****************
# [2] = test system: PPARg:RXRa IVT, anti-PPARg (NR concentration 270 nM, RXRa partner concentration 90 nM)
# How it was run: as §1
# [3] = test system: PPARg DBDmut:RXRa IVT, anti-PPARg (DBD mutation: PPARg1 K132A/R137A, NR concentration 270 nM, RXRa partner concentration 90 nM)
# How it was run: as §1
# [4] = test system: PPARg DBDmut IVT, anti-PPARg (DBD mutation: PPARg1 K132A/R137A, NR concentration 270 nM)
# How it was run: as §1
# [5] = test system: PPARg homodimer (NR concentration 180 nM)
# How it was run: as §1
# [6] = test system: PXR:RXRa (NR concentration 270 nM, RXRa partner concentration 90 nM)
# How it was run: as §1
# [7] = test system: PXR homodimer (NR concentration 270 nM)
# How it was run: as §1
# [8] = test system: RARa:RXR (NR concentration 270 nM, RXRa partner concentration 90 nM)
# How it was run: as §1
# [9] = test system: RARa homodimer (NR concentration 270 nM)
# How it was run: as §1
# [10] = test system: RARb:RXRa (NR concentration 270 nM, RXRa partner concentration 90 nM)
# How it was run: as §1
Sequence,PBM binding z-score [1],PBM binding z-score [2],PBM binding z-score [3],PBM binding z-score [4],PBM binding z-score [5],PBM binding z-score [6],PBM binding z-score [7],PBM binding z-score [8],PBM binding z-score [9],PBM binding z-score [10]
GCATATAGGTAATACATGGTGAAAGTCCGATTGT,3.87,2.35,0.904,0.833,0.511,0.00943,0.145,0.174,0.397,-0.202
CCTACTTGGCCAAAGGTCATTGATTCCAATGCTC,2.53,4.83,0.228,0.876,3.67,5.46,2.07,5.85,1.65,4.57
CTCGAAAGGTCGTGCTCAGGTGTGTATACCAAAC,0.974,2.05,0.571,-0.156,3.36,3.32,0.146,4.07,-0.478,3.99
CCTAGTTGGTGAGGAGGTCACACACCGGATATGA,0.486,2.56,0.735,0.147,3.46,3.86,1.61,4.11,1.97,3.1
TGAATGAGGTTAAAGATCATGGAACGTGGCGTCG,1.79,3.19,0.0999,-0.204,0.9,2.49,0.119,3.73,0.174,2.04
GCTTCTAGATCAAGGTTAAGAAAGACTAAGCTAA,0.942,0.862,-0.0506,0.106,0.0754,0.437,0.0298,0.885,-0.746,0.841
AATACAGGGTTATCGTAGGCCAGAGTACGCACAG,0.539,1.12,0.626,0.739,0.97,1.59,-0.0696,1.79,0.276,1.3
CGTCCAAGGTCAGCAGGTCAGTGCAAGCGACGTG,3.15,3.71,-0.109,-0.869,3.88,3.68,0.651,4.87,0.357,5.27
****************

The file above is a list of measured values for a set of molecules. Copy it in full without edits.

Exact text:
# [2] = test system: PPARg:RXRa IVT, anti-PPARg (NR concentration 270 nM, RXRa partner concentration 90 nM)
# How it was run: as §1
# [3] = test system: PPARg DBDmut:RXRa IVT, anti-PPARg (DBD mutation: PPARg1 K132A/R137A, NR concentration 270 nM, RXRa partner concentration 90 nM)
# How it was run: as §1
# [4] = test system: PPARg DBDmut IVT, anti-PPARg (DBD mutation: PPARg1 K132A/R137A, NR concentration 270 nM)
# How it was run: as §1
# [5] = test system: PPARg homodimer (NR concentration 180 nM)
# How it was run: as §1
# [6] = test system: PXR:RXRa (NR concentration 270 nM, RXRa partner concentration 90 nM)
# How it was run: as §1
# [7] = test system: PXR homodimer (NR concentration 270 nM)
# How it was run: as §1
# [8] = test system: RARa:RXR (NR concentration 270 nM, RXRa partner concentration 90 nM)
# How it was run: as §1
# [9] = test system: RARa homodimer (NR concentration 270 nM)
# How it was run: as §1
# [10] = test system: RARb:RXRa (NR concentration 270 nM, RXRa partner concentration 90 nM)
# How it was run: as §1
Sequence,PBM binding z-score [1],PBM binding z-score [2],PBM binding z-score [3],PBM binding z-score [4],PBM binding z-score [5],PBM binding z-score [6],PBM binding z-score [7],PBM binding z-score [8],PBM binding z-score [9],PBM binding z-score [10]
GCATATAGGTAATACATGGTGAAAGTCCGATTGT,3.87,2.35,0.904,0.833,0.511,0.00943,0.145,0.174,0.397,-0.202
CCTACTTGGCCAAAGGTCATTGATTCCAATGCTC,2.53,4.83,0.228,0.876,3.67,5.46,2.07,5.85,1.65,4.57
CTCGAAAGGTCGTGCTCAGGTGTGTATACCAAAC,0.974,2.05,0.571,-0.156,3.36,3.32,0.146,4.07,-0.478,3.99
CCTAGTTGGTGAGGAGGTCACACACCGGATATGA,0.486,2.56,0.735,0.147,3.46,3.86,1.61,4.11,1.97,3.1
TGAATGAGGTTAAAGATCATGGAACGTGGCGTCG,1.79,3.19,0.0999,-0.204,0.9,2.49,0.119,3.73,0.174,2.04
GCTTCTAGATCAAGGTTAAGAAAGACTAAGCTAA,0.942,0.862,-0.0506,0.106,0.0754,0.437,0.0298,0.885,-0.746,0.841
AATACAGGGTTATCGTAGGCCAGAGTACGCACAG,0.539,1.12,0.626,0.739,0.97,1.59,-0.0696,1.79,0.276,1.3
CGTCCAAGGTCAGCAGGTCAGTGCAAGCGACGTG,3.15,3.71,-0.109,-0.869,3.88,3.68,0.651,4.87,0.357,5.27